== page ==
Al Baker praised China’s response to the coronavirus outbreak, saying
the Asian nation is doing a “fantastic job” in dealing with the
epidemic, while suggesting that the global reaction has been “out of
The executive said he plans to attend next week’s Singapore air show
regardless of the outbreak, and won’t be wearing a face mask.
Kenya sees no conflict in pursuing close ties with both the US & China and has no interest in being drawn into some proxy war. @ReutersAfrica
Trump could send a formal notice to Congress as early as next week,
paving the way for negotiations on a comprehensive, high-standard
agreement with Kenya, said Scott Eisner, president of the U.S. Chamber
of Commerce’s Africa Business Center.
House Ways and Means Committee Chairman Richard Neal, who hosted a
bipartisan meeting with Kenyatta on Wednesday, signaled support for a
new U.S.-Kenya trade pact but said it would require measures to
enforce worker rights, environmental protections and good governance.
A U.S.-Kenya free trade agreement (FTA) would be the first such pact
signed by Washington with a country in sub-Saharan Africa, and only
the second FTA with any African country. An FTA was signed with
Morocco in 2004.
Trump’s former national security adviser John Bolton in 2018 announced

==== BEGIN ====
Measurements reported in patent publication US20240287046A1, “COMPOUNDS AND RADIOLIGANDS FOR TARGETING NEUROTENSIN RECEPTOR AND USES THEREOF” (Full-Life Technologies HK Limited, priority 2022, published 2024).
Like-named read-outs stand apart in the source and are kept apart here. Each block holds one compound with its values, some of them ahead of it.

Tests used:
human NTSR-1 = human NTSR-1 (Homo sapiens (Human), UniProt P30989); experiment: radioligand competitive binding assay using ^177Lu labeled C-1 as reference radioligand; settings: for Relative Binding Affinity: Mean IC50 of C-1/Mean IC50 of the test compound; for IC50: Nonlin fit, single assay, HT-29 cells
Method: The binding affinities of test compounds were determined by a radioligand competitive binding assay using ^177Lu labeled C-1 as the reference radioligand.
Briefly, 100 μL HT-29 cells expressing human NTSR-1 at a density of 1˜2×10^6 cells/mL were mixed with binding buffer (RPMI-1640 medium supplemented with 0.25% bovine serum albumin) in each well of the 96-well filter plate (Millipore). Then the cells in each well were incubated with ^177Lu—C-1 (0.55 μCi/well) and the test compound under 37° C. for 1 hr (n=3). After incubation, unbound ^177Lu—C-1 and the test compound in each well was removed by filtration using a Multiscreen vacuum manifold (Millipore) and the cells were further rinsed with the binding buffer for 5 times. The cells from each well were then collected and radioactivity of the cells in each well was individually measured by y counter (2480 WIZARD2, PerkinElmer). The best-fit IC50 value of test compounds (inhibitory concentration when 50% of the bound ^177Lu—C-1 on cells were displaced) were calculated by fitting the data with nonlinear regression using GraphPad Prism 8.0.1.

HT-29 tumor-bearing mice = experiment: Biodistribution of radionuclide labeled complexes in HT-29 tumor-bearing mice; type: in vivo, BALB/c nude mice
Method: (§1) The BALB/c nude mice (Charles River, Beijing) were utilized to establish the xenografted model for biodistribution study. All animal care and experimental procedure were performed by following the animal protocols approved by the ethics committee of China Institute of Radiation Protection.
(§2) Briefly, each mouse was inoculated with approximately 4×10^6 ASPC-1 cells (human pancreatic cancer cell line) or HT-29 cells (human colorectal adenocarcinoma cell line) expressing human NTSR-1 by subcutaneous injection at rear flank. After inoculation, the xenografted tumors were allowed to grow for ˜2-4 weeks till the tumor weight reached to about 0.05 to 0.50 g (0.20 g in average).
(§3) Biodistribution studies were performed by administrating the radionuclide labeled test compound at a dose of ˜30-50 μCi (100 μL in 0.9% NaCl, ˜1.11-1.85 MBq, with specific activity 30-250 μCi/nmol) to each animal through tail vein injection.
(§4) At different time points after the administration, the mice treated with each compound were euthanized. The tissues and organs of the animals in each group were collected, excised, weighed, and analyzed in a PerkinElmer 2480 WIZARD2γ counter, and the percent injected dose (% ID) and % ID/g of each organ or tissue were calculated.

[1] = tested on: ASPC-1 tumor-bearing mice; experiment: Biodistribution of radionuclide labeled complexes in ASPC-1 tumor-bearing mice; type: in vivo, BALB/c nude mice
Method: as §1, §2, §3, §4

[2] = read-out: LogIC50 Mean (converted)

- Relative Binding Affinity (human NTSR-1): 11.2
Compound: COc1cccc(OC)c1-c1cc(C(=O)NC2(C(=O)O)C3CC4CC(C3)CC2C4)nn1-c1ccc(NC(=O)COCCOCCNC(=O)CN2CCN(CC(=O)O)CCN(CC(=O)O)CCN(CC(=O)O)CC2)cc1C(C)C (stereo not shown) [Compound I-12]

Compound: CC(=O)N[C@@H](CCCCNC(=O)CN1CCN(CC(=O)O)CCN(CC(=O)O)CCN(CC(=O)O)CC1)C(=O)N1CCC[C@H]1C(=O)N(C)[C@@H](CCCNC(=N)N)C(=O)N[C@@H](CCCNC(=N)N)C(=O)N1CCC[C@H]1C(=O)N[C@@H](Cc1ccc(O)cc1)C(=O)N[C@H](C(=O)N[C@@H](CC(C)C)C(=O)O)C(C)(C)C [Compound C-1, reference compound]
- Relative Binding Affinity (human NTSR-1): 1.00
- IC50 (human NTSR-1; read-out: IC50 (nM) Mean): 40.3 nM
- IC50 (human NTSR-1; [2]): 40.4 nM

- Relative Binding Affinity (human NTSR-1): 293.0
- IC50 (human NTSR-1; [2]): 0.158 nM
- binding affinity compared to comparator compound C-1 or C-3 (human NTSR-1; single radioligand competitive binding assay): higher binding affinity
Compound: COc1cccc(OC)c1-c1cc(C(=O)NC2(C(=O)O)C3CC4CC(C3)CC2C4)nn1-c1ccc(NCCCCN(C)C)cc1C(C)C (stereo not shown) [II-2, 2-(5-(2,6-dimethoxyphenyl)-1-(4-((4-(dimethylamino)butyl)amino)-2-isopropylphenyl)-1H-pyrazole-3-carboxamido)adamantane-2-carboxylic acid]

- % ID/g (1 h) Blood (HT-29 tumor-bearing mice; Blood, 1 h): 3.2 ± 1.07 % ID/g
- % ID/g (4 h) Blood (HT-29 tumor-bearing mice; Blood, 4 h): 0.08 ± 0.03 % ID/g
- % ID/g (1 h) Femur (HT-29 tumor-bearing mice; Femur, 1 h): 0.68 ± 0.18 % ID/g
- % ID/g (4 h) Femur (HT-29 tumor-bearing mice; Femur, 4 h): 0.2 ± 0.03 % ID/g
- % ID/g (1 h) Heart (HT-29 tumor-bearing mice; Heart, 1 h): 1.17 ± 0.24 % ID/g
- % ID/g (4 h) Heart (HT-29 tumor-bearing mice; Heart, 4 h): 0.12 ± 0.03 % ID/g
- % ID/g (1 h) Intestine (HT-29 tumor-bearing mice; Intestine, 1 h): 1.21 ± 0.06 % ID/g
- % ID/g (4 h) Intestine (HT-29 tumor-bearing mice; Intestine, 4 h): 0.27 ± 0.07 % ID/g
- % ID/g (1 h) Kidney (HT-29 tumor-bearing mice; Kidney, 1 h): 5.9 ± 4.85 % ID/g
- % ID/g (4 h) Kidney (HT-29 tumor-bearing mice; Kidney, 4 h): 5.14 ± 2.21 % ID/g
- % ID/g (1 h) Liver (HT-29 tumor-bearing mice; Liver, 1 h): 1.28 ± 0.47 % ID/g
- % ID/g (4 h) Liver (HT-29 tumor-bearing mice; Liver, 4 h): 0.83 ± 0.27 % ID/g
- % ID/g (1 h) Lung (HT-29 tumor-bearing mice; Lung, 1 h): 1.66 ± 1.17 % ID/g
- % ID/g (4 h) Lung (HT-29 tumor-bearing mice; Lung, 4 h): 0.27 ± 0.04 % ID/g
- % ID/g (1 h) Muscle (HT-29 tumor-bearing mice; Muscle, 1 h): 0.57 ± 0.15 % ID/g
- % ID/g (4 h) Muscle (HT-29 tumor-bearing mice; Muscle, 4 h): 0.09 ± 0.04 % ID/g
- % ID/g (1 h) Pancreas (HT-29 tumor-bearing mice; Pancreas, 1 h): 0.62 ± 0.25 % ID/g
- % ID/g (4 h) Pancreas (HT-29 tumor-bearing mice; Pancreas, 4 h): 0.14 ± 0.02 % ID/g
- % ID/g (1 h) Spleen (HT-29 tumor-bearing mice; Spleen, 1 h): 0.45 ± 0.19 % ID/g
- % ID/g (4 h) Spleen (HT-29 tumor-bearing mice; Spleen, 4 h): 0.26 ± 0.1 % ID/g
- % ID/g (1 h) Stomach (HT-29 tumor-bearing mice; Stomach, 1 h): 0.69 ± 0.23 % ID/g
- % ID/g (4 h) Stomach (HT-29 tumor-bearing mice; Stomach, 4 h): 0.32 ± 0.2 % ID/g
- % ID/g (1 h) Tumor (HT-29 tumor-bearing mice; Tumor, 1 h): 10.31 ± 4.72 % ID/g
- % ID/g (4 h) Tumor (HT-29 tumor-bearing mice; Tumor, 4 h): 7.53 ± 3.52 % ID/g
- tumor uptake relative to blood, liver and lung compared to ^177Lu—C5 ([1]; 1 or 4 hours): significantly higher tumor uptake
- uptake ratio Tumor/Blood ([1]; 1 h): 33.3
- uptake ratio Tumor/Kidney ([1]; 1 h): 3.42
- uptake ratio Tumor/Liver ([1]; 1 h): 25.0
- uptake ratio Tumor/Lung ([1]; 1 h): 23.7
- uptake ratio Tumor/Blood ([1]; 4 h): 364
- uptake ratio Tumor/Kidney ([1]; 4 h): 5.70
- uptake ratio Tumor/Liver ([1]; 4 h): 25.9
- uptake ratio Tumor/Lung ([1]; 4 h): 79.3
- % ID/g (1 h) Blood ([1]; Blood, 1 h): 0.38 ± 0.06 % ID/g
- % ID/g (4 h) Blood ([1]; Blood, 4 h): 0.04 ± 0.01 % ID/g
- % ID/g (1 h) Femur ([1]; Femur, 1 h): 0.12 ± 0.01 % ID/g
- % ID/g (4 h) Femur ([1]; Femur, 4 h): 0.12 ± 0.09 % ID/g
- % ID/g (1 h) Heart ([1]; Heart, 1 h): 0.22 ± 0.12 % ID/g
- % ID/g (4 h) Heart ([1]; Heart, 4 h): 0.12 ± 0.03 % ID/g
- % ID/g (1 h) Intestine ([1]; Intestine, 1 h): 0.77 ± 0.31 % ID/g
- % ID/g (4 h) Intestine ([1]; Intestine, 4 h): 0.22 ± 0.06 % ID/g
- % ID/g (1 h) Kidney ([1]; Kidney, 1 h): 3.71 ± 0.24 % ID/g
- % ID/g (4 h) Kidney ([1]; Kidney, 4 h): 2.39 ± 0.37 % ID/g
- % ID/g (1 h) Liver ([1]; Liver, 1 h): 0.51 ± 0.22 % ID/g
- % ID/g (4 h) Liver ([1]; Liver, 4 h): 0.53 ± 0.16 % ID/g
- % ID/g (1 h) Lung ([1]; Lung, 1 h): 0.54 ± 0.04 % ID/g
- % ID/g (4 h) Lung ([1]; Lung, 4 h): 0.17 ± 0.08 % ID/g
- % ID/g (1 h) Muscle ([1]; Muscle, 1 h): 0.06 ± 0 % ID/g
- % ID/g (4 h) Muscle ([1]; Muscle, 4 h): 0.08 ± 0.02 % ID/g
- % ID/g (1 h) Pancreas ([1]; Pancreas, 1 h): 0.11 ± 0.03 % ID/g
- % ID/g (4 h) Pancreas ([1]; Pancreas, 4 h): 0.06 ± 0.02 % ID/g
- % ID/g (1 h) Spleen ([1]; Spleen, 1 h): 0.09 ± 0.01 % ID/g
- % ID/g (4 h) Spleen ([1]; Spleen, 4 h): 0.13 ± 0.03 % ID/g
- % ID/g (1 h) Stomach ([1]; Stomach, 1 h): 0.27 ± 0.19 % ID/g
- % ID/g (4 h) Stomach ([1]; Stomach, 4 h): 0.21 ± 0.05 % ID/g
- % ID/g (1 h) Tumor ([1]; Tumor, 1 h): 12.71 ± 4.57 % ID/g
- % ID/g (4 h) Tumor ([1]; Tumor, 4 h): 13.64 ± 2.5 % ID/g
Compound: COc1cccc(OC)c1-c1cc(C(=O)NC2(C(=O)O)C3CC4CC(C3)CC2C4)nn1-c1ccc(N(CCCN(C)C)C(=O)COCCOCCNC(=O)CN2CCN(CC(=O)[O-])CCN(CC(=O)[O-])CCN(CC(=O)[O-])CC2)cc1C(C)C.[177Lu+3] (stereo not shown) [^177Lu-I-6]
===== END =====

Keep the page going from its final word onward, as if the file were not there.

plans to expand U.S. economic ties with African nations to counter
what he called aggressive efforts by China and Russia to expand their
“Kenya can have several best friends - the United States, China, Great
Britain, the European Union and others. They need to do what is best
for them to progress their economy, build their infrastructure and
push the country forward,” said Johnnie Carson, a former U.S.
ambassador to Kenya.
The country is keen to secure its economic future ahead of the expiry
of AGOA in 2025.
Uhuru: Kenya to evacuate students trapped in China @dailynation H/T @eolander @AtlanticCouncil #nCoV2019
Kenya will evacuate its students trapped in Wuhan, the Chinese
epicentre of the coronavirus epidemic, President Uhuru Kenyatta has
However, President Kenyatta said Nairobi was putting in place
stringent measures to ensure the virus does not enter Kenya.
“We are also working; because we have got a good number of our
students there, to see how we can support them and find out how we can
also, when they do come and insist they are coming, ensure that they
are put in quarantine for the required 14 days and ensure that they
are not going to spread that virus around,” President Kenyatta told a
forum at the Atlantic Council, an American think-tank on foreign
policy, business and politics in Washington.
At least 200 Kenyan students are based in Wuhan, the capital of Hebei
Province in China.